A designer described the following interface
for a save operation.
Two programmers independently coded the interface using two different window managers. Programmer A used an event-loop style of program whereas programmer B used a notifier (callback) style.
(a) Sketch out the general structure
of each program.
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(a) code for Programmer A
MainLoop: repeat forever read an event if it is a keypress insert it in the filename if it is a mouse click on the 'list' button show the current directory contents if it is a mouse click on the 'save' button display the dialog box repeat forever get the contents of the filename field and put it into a variable X read an event if it is a mouse press over the 'OK' button save the file as X goto MainLoop if it is a mouse press over the 'Cancel' button goto MainLoop end repeat end repeat
code for Programmer B
Initialise: create main screen create hidden windows for directory contents and dialog box setup onKeypress callback setup onListClick callback setup onSaveClick callback setup onOKClick callback setup onCancelClick callback give control to window manager onKeypress(key): insert key in the filename field on the main screen onListClick: show the directory contents onSaveClick : display the dialog box onOKClick : get the contents of the filename field and put it into a variable save the file as X hide the dialog box onCancelClick : hide the dialog box
The natural thing is to end up with a modal dialogue box. This is certainly the case in the sample solution where the inner loop inside the 'save' button case means that any attempted interaction with the file naming box is ignored.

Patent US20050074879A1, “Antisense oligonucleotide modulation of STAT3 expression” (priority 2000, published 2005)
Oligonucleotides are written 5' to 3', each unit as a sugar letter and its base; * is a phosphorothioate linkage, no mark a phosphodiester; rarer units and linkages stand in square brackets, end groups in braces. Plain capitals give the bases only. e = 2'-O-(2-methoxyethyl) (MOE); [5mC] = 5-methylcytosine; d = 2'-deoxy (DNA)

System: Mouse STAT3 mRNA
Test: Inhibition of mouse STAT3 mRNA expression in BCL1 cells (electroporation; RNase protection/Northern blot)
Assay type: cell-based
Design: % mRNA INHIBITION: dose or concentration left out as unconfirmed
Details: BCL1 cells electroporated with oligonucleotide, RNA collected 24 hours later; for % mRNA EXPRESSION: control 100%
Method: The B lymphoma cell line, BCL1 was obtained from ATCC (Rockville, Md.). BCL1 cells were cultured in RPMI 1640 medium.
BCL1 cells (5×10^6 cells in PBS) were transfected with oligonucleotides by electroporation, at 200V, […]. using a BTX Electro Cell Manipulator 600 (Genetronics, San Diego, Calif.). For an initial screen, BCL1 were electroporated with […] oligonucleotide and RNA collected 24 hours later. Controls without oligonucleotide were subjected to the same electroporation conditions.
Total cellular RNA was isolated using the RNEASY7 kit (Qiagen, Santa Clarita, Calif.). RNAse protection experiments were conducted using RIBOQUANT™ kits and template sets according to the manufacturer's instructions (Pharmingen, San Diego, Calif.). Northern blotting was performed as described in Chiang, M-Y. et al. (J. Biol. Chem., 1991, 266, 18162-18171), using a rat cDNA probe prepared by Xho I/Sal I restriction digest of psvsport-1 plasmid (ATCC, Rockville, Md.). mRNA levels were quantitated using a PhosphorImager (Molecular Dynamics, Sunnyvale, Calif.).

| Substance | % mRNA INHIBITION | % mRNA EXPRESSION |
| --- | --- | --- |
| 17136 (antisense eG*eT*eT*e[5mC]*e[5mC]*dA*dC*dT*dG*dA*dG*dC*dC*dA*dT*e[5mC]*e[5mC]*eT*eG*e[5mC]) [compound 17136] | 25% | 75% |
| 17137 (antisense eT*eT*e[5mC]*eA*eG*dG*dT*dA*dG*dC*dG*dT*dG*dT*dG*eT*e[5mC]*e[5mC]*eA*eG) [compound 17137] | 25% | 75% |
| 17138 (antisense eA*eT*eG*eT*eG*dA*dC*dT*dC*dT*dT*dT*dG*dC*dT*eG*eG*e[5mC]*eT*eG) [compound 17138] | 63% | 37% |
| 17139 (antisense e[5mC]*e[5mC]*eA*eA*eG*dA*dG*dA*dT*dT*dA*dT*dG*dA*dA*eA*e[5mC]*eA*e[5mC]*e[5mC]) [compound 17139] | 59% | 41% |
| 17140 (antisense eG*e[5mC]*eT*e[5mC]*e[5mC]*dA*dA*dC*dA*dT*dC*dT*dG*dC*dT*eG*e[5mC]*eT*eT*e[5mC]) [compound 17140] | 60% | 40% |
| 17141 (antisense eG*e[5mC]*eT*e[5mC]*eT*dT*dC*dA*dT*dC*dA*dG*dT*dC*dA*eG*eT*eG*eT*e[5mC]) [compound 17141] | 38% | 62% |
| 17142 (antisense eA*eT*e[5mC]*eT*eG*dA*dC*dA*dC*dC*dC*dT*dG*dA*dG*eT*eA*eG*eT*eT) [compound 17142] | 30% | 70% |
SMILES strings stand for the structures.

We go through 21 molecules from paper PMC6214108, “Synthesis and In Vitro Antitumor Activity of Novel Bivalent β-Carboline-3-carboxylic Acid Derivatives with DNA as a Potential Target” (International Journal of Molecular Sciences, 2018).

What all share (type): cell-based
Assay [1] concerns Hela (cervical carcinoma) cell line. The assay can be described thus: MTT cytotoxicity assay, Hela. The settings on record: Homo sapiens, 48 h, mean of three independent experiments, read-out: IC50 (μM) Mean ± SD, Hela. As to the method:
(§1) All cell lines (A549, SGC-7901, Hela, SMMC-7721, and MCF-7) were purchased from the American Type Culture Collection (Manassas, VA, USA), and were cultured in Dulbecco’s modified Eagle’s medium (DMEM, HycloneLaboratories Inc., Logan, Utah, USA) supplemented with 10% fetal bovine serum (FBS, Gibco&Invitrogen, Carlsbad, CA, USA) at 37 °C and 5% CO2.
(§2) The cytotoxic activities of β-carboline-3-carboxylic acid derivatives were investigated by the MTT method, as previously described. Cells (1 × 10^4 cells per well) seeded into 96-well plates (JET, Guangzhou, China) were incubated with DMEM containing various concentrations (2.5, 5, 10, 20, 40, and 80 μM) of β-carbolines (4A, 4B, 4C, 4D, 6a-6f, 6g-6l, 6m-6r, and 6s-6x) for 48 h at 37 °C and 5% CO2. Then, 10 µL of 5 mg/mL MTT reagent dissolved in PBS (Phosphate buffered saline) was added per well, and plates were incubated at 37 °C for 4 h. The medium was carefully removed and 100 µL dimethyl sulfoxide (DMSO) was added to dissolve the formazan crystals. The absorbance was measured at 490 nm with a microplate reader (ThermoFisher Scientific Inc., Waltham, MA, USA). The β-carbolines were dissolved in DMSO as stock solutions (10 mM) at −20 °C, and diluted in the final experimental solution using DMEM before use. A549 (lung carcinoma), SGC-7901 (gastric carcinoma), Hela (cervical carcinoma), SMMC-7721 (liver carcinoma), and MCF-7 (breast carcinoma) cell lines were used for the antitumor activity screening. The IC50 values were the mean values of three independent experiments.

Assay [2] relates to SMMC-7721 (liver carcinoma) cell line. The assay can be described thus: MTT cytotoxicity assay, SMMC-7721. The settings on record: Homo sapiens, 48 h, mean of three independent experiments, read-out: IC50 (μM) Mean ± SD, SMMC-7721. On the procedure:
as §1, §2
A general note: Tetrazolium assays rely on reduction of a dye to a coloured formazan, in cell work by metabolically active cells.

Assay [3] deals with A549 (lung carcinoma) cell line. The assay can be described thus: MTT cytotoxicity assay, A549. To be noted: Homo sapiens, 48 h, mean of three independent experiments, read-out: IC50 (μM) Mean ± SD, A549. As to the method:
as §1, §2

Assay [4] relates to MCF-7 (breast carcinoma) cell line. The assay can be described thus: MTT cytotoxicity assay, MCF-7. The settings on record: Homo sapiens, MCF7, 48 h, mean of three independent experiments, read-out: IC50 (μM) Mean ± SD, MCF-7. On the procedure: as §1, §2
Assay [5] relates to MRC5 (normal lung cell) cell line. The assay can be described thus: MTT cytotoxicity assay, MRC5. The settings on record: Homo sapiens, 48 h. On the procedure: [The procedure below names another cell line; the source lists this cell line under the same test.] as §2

Suppose that Alison has typed a name and hit "Save" - she then thinks "help, is this the same name as an existing file?". Pressing the list button, even though it is visible, will have no effect as this is only considered in the outer loop. One way to fix this would be for programmer A to think "what actions do I want to work when the confirmation box is visible" and then explicitly code these.
Here the natural thing is to end up with a non-modal dialogue box. In the sample solution this is the case. Even after the confirmation box is active a press on the "list" button or typing to edit in the file name field would still work.
Suppose Brian has just entered the file name "fred" and pressed the 'save' button. He sees the confirmation dialogue box, but, at this point, he wonders whether he might be overwriting an existing file so presses the 'list' button. He sees an existing file called "fred" and so changes the filename to "freda", but realises that the confirmation box is still there and wonders whether to press "OK" - will it be saved as "fred" or "freda"?
If the toolkit explicitly manages modal dialogue boxes, programmer B may simply be able to set some sort of parameter when the dialogue box is created. Note that, like programmer A's initial solution, this would forbid clicking the list box. A trade-off: clear dialogue or maximise the user's freedom to act?
Alternatively an explicit state variable could be added to record that the dialogue box is invisible. The event handlers for the main dialogue box would then test this and not allow certain actions: